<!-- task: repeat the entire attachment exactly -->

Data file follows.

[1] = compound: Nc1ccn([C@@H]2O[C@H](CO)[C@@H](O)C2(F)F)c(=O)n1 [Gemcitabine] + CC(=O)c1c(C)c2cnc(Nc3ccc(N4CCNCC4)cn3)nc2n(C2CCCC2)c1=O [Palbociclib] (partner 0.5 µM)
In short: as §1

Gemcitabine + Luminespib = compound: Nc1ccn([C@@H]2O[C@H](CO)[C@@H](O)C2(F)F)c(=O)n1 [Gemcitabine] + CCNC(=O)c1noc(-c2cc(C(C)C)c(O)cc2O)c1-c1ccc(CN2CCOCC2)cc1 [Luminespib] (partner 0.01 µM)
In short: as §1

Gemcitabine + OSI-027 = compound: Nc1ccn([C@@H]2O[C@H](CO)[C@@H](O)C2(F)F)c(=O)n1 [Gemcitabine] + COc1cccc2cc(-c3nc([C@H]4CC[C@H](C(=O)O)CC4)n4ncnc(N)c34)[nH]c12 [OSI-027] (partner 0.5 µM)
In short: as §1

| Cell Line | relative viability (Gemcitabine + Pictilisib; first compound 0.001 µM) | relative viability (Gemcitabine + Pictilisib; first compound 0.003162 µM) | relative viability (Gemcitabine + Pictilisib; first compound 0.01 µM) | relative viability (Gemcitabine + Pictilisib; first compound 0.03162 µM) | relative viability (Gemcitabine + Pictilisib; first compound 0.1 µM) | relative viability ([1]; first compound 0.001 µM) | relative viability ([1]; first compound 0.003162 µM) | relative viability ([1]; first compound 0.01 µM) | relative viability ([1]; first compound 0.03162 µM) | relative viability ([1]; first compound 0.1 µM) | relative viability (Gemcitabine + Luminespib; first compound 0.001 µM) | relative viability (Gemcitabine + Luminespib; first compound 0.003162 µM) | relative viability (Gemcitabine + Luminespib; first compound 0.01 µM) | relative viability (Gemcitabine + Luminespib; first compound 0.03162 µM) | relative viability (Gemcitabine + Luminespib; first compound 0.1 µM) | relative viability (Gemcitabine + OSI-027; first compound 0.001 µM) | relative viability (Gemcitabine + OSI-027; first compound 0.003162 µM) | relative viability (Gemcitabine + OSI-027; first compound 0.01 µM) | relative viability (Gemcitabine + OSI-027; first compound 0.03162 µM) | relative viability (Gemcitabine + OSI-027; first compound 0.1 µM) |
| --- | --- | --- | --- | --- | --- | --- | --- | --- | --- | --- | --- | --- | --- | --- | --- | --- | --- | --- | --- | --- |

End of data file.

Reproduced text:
[1] = compound: Nc1ccn([C@@H]2O[C@H](CO)[C@@H](O)C2(F)F)c(=O)n1 [Gemcitabine] + CC(=O)c1c(C)c2cnc(Nc3ccc(N4CCNCC4)cn3)nc2n(C2CCCC2)c1=O [Palbociclib] (partner 0.5 µM)
In short: as §1

Gemcitabine + Luminespib = compound: Nc1ccn([C@@H]2O[C@H](CO)[C@@H](O)C2(F)F)c(=O)n1 [Gemcitabine] + CCNC(=O)c1noc(-c2cc(C(C)C)c(O)cc2O)c1-c1ccc(CN2CCOCC2)cc1 [Luminespib] (partner 0.01 µM)
In short: as §1

Gemcitabine + OSI-027 = compound: Nc1ccn([C@@H]2O[C@H](CO)[C@@H](O)C2(F)F)c(=O)n1 [Gemcitabine] + COc1cccc2cc(-c3nc([C@H]4CC[C@H](C(=O)O)CC4)n4ncnc(N)c34)[nH]c12 [OSI-027] (partner 0.5 µM)
In short: as §1

| Cell Line | relative viability (Gemcitabine + Pictilisib; first compound 0.001 µM) | relative viability (Gemcitabine + Pictilisib; first compound 0.003162 µM) | relative viability (Gemcitabine + Pictilisib; first compound 0.01 µM) | relative viability (Gemcitabine + Pictilisib; first compound 0.03162 µM) | relative viability (Gemcitabine + Pictilisib; first compound 0.1 µM) | relative viability ([1]; first compound 0.001 µM) | relative viability ([1]; first compound 0.003162 µM) | relative viability ([1]; first compound 0.01 µM) | relative viability ([1]; first compound 0.03162 µM) | relative viability ([1]; first compound 0.1 µM) | relative viability (Gemcitabine + Luminespib; first compound 0.001 µM) | relative viability (Gemcitabine + Luminespib; first compound 0.003162 µM) | relative viability (Gemcitabine + Luminespib; first compound 0.01 µM) | relative viability (Gemcitabine + Luminespib; first compound 0.03162 µM) | relative viability (Gemcitabine + Luminespib; first compound 0.1 µM) | relative viability (Gemcitabine + OSI-027; first compound 0.001 µM) | relative viability (Gemcitabine + OSI-027; first compound 0.003162 µM) | relative viability (Gemcitabine + OSI-027; first compound 0.01 µM) | relative viability (Gemcitabine + OSI-027; first compound 0.03162 µM) | relative viability (Gemcitabine + OSI-027; first compound 0.1 µM) |
| --- | --- | --- | --- | --- | --- | --- | --- | --- | --- | --- | --- | --- | --- | --- | --- | --- | --- | --- | --- | --- |